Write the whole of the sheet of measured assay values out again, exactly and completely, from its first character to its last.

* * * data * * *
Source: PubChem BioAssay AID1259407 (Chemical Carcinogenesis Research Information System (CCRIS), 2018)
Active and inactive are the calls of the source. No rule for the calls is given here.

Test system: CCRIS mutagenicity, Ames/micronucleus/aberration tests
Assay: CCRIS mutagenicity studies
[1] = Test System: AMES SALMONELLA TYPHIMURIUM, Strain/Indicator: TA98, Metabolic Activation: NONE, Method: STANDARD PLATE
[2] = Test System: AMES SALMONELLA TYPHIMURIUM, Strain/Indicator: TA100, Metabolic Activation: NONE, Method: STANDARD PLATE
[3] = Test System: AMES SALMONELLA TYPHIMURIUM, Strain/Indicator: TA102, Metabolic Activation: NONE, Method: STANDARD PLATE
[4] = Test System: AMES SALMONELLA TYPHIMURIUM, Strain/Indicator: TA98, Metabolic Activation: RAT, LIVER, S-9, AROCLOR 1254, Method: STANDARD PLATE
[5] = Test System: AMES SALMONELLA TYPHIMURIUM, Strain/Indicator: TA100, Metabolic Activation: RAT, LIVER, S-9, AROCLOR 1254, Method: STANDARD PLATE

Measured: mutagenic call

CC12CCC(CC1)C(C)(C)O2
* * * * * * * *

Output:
Source: PubChem BioAssay AID1259407 (Chemical Carcinogenesis Research Information System (CCRIS), 2018)
Active and inactive are the calls of the source. No rule for the calls is given here.

Test system: CCRIS mutagenicity, Ames/micronucleus/aberration tests
Assay: CCRIS mutagenicity studies
[1] = Test System: AMES SALMONELLA TYPHIMURIUM, Strain/Indicator: TA98, Metabolic Activation: NONE, Method: STANDARD PLATE
[2] = Test System: AMES SALMONELLA TYPHIMURIUM, Strain/Indicator: TA100, Metabolic Activation: NONE, Method: STANDARD PLATE
[3] = Test System: AMES SALMONELLA TYPHIMURIUM, Strain/Indicator: TA102, Metabolic Activation: NONE, Method: STANDARD PLATE
[4] = Test System: AMES SALMONELLA TYPHIMURIUM, Strain/Indicator: TA98, Metabolic Activation: RAT, LIVER, S-9, AROCLOR 1254, Method: STANDARD PLATE
[5] = Test System: AMES SALMONELLA TYPHIMURIUM, Strain/Indicator: TA100, Metabolic Activation: RAT, LIVER, S-9, AROCLOR 1254, Method: STANDARD PLATE

Measured: mutagenic call

CC12CCC(CC1)C(C)(C)O2